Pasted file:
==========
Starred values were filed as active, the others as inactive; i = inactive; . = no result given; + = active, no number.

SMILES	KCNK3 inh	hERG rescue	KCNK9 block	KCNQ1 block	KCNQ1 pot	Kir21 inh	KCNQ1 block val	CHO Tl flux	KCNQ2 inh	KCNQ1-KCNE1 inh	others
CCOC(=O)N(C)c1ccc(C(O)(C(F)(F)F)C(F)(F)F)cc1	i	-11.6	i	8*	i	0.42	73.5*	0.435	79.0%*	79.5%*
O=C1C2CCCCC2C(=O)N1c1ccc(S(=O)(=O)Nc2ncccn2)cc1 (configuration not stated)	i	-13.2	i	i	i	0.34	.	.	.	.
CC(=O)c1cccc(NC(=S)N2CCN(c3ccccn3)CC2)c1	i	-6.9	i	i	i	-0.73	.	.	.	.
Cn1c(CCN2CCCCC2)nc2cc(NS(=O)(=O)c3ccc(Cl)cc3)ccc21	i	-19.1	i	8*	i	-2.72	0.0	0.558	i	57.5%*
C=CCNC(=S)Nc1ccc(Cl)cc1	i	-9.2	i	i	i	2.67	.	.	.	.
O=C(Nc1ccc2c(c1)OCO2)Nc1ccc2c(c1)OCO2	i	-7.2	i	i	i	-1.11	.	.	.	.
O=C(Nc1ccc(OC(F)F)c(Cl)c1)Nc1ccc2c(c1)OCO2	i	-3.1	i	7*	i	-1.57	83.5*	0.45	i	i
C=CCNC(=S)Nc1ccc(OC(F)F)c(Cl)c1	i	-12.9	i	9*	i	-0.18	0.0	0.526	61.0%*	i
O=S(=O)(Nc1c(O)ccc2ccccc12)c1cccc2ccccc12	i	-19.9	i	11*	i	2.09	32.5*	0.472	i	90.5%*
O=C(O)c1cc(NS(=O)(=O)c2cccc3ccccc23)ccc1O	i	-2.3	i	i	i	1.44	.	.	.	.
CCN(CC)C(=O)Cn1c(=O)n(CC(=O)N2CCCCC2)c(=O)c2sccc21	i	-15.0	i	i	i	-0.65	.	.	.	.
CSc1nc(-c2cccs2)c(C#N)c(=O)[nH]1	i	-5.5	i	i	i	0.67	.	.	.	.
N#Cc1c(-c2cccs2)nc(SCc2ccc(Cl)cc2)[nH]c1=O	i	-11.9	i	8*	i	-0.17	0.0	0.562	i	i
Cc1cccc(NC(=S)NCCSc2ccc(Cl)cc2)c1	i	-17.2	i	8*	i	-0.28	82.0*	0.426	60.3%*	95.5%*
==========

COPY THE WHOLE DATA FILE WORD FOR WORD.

Starred values were filed as active, the others as inactive; i = inactive; . = no result given; + = active, no number.

SMILES	KCNK3 inh	hERG rescue	KCNK9 block	KCNQ1 block	KCNQ1 pot	Kir21 inh	KCNQ1 block val	CHO Tl flux	KCNQ2 inh	KCNQ1-KCNE1 inh	others
CCOC(=O)N(C)c1ccc(C(O)(C(F)(F)F)C(F)(F)F)cc1	i	-11.6	i	8*	i	0.42	73.5*	0.435	79.0%*	79.5%*
O=C1C2CCCCC2C(=O)N1c1ccc(S(=O)(=O)Nc2ncccn2)cc1 (configuration not stated)	i	-13.2	i	i	i	0.34	.	.	.	.
CC(=O)c1cccc(NC(=S)N2CCN(c3ccccn3)CC2)c1	i	-6.9	i	i	i	-0.73	.	.	.	.
Cn1c(CCN2CCCCC2)nc2cc(NS(=O)(=O)c3ccc(Cl)cc3)ccc21	i	-19.1	i	8*	i	-2.72	0.0	0.558	i	57.5%*
C=CCNC(=S)Nc1ccc(Cl)cc1	i	-9.2	i	i	i	2.67	.	.	.	.
O=C(Nc1ccc2c(c1)OCO2)Nc1ccc2c(c1)OCO2	i	-7.2	i	i	i	-1.11	.	.	.	.
O=C(Nc1ccc(OC(F)F)c(Cl)c1)Nc1ccc2c(c1)OCO2	i	-3.1	i	7*	i	-1.57	83.5*	0.45	i	i
C=CCNC(=S)Nc1ccc(OC(F)F)c(Cl)c1	i	-12.9	i	9*	i	-0.18	0.0	0.526	61.0%*	i
O=S(=O)(Nc1c(O)ccc2ccccc12)c1cccc2ccccc12	i	-19.9	i	11*	i	2.09	32.5*	0.472	i	90.5%*
O=C(O)c1cc(NS(=O)(=O)c2cccc3ccccc23)ccc1O	i	-2.3	i	i	i	1.44	.	.	.	.
CCN(CC)C(=O)Cn1c(=O)n(CC(=O)N2CCCCC2)c(=O)c2sccc21	i	-15.0	i	i	i	-0.65	.	.	.	.
CSc1nc(-c2cccs2)c(C#N)c(=O)[nH]1	i	-5.5	i	i	i	0.67	.	.	.	.
N#Cc1c(-c2cccs2)nc(SCc2ccc(Cl)cc2)[nH]c1=O	i	-11.9	i	8*	i	-0.17	0.0	0.562	i	i
Cc1cccc(NC(=S)NCCSc2ccc(Cl)cc2)c1	i	-17.2	i	8*	i	-0.28	82.0*	0.426	60.3%*	95.5%*